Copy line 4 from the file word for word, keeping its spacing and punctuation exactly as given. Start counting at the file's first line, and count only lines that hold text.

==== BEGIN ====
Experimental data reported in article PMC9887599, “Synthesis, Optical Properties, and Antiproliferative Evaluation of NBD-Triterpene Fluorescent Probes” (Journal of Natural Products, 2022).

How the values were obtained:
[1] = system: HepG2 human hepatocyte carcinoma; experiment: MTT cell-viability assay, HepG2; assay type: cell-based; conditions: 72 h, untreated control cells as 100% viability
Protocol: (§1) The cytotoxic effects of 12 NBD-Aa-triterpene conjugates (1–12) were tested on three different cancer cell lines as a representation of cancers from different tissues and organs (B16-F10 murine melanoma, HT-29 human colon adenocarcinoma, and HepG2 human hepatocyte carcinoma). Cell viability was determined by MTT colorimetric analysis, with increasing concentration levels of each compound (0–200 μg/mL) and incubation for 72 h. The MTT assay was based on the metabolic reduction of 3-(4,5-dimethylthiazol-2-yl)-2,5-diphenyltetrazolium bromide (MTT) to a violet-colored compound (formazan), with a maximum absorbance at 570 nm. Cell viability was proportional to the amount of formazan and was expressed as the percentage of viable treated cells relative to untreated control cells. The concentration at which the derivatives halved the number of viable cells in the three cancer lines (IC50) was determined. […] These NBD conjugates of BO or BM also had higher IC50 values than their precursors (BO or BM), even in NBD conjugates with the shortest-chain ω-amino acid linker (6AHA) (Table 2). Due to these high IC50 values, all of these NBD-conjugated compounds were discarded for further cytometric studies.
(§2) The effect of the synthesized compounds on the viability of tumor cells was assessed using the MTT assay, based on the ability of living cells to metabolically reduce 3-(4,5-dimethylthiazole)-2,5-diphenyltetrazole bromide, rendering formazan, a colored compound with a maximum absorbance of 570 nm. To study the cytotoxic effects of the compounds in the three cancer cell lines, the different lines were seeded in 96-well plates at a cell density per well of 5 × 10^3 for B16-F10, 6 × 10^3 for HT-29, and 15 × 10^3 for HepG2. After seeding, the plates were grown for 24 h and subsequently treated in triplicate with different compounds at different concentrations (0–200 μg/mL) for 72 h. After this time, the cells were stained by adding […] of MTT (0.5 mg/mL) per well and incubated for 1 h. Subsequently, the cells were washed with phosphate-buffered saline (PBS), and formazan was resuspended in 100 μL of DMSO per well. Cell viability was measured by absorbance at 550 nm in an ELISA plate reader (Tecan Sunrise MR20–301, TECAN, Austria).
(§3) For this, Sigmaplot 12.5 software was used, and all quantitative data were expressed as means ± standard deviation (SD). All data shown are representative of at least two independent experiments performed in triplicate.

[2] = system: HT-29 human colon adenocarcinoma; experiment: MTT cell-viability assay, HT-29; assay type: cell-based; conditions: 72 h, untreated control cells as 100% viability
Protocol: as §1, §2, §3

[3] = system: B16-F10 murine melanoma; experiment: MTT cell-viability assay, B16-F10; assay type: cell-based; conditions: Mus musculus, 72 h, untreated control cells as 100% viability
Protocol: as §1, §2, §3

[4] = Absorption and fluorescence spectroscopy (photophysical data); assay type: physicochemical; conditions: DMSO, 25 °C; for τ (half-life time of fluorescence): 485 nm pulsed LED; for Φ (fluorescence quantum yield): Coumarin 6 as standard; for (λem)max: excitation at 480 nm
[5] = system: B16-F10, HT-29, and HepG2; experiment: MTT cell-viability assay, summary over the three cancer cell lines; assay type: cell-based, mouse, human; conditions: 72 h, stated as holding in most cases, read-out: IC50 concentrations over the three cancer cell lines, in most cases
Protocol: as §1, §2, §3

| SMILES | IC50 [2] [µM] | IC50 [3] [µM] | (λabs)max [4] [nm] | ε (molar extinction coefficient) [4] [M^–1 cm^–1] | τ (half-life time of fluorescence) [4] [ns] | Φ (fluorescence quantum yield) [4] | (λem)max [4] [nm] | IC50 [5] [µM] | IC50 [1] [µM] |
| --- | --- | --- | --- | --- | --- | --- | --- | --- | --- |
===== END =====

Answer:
Protocol: (§1) The cytotoxic effects of 12 NBD-Aa-triterpene conjugates (1–12) were tested on three different cancer cell lines as a representation of cancers from different tissues and organs (B16-F10 murine melanoma, HT-29 human colon adenocarcinoma, and HepG2 human hepatocyte carcinoma). Cell viability was determined by MTT colorimetric analysis, with increasing concentration levels of each compound (0–200 μg/mL) and incubation for 72 h. The MTT assay was based on the metabolic reduction of 3-(4,5-dimethylthiazol-2-yl)-2,5-diphenyltetrazolium bromide (MTT) to a violet-colored compound (formazan), with a maximum absorbance at 570 nm. Cell viability was proportional to the amount of formazan and was expressed as the percentage of viable treated cells relative to untreated control cells. The concentration at which the derivatives halved the number of viable cells in the three cancer lines (IC50) was determined. […] These NBD conjugates of BO or BM also had higher IC50 values than their precursors (BO or BM), even in NBD conjugates with the shortest-chain ω-amino acid linker (6AHA) (Table 2). Due to these high IC50 values, all of these NBD-conjugated compounds were discarded for further cytometric studies.